Wednesday, February 10, 2016

Repairing and Enhancing the Quest Magnum Sport Loader - Part 2: Verifying Stability

Click here for Part 1.

In Part 1, I cut the damaged portion of the Quest Magnum Sport Loader off, shortening the airframe by about 1 3/4 inch. The rocket now looks good, despite being shorter, and because I drilled some static ports - vent holes for a barometric altimeter - into the fat payload section, I can now launch the rocket with an altimeter on board, which will tell me how high it flies.

Now, I have to make sure the rocket is safe to fly. Just looking at the shortened rocket, it looks fine. If I didn't know it had been altered from its original design and build, I would assume it was perfectly safe to fly.

The repaired, shortened, Sport Loader

But I don't want to guess or assume - I want to make sure. That requires a few easy steps.

If you've read my posts on stability, or if you've read the Handbook of Model Rocketry by G. Harry Stine and Bill Stine, then you know that rocket stability depends on the relationship of the Center of Gravity (CG) and the Center of Pressure (CP). In short, the Center of Gravity must be forward - closer to the nose of the rocket - of the Center of Pressure. How do we know where the CG and CP are? How far forward does the CG have to be from the CP? And if the CG is too close to the CP - or, even worse, behind the CP, how do we fix that?

The picture above is a simulation of the rocket, as seen in OpenRocket, free, downloadable rocket simulation/design software. In the picture, the blue and white circle represents the CG, and the red circle represents the CP. As you can see, the CG is ahead of the CP, which means that the rocket is stable.

We'll come back to rocket simulation software in a bit. For now, let's concentrate on the actual, physical rocket in question: The shortened Sport Loader.

Finding the Center of Gravity is simple, so let's start with that.

Another term sometimes used to describe the Center of Gravity is its balance point. This is because when you've found the CG, the rocket will balance perfectly. (Center of Gravity is also sometimes referred to as Center of Mass, because that's really what it is.)

To find the CG of a rocket, simply balance the rocket. You can balance it on your finger, or the back of a chair, or anything you have handy. My preferred method is to use a loop of thick string.

I used to use the back of a chair, but it was hard to balance the rocket perfectly. Sometimes it would roll, and I had to make the tiniest little adjustments so it wouldn't fall off. Sometimes it tries to roll off my finger as well. The string holds the rocket in place, so you can really see where it balances.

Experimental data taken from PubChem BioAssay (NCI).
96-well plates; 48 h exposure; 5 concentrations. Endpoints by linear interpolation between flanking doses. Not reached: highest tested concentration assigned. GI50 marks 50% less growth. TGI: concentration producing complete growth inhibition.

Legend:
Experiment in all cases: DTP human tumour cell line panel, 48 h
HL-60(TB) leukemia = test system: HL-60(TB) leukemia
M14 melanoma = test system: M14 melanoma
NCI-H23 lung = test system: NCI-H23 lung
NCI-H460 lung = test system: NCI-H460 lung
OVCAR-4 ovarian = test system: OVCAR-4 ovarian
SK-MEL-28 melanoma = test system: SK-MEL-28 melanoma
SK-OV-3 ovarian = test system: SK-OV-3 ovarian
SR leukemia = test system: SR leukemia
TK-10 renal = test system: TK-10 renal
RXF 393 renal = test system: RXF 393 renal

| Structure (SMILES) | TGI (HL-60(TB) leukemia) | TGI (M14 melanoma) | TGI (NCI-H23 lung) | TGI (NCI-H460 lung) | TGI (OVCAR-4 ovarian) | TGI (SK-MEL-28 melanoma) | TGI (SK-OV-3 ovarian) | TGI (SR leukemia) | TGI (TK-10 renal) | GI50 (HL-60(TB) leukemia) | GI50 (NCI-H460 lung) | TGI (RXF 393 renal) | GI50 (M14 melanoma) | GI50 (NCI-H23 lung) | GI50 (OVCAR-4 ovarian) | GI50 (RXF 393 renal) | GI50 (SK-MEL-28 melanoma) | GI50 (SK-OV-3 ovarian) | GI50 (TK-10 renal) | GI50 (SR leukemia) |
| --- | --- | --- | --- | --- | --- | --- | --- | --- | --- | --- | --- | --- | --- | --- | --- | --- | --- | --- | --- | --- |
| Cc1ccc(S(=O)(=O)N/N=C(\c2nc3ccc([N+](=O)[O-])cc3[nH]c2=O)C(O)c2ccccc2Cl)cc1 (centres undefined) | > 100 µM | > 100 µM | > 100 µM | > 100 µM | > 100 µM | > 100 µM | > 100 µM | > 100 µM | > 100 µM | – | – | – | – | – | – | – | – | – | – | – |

Above, you can see that I've found the CG of the rocket - but this is the CG of the rocket with no motors installed. I'm going to mark that spot, and plug it into my simulation file later.

The forward edge of the blue tape marks the CG of the Sport Loader with no motors installed.
I'll explain why the rocket's nose is against the wall in a bit.
But for determining stability, we need to find the CG of the rocket from the moment it lifts off. That means we need to find out where the CG is when the motors are installed. Since this is a two-motor cluster rocket, the two motors should shift the CG significantly backwards.

To do this, you load the motor(s) into the rocket, as well as the parachute and recovery wadding - anything that goes into the flying rocket goes in when checking stability.

Once again, I balanced the rocket to find the new CG.

You can see the CG has shifted aftward dramatically. I'll mark that spot with blue tape as well, and compare them.

In this photo, the nose is beyond the left hand side of the picture. You can see the
difference in CG when the rocket is loaded with motors, compared with when it is empty.
* * *

Now that we've found the CG for the rocket, with everything loaded in it for flight, I'm going to interrupt this post for a moment, and I figure this is the right place to do it. If I don't, then after reading this whole post, someone is sure to write in the comments, "Just do a swing test."

What is a swing test? It's a simple (and fun) test to check whether a model rocket will be stable in flight.

To do a swing test - sometimes known as a string test, you'll need the loaded rocket and a long piece of string. The longer the string, the better, so long as you can actually get the rocket swinging. At least six feet long is recommended.

Simply find the CG, as above, with the loop of string - the string I'm using here is a strong piece of Kevlar, but any sturdy string, such as kite string, will do. What you then do is tape the string in place to the underside of the rocket, so that the loop will not slip, and the rocket will stay in place.

Go outside, hold the string in one hand above your head, and hold the rocket out at arm's length, with the nose pointed forward. Make sure nobody is standing too close to you. Begin turning your body in the direction of the nose and give the rocket a little push with your hand to get it started. Swing the rocket around and around, letting the string out to its full length. If the rocket flies nose first, you know it's going to be stable in flight. It might take a few tries to get it to fly right, but if it does, you can skip the whole CG/CP measurement if you want to.